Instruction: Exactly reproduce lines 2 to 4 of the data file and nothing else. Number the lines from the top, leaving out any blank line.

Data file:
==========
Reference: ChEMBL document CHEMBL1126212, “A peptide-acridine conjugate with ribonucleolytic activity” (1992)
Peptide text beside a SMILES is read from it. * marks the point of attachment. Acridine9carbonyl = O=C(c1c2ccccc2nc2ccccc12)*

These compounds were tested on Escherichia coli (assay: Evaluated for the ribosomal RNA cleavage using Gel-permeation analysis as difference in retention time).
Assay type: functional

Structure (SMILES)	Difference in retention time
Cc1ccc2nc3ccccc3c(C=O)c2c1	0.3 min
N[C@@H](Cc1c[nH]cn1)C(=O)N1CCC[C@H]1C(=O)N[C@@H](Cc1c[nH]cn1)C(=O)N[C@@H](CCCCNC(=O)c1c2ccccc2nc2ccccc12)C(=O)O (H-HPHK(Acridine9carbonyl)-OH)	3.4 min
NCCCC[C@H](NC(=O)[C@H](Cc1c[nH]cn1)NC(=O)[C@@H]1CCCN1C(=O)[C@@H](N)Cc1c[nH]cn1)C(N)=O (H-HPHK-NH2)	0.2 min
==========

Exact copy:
Peptide text beside a SMILES is read from it. * marks the point of attachment. Acridine9carbonyl = O=C(c1c2ccccc2nc2ccccc12)*

These compounds were tested on Escherichia coli (assay: Evaluated for the ribosomal RNA cleavage using Gel-permeation analysis as difference in retention time).
Assay type: functional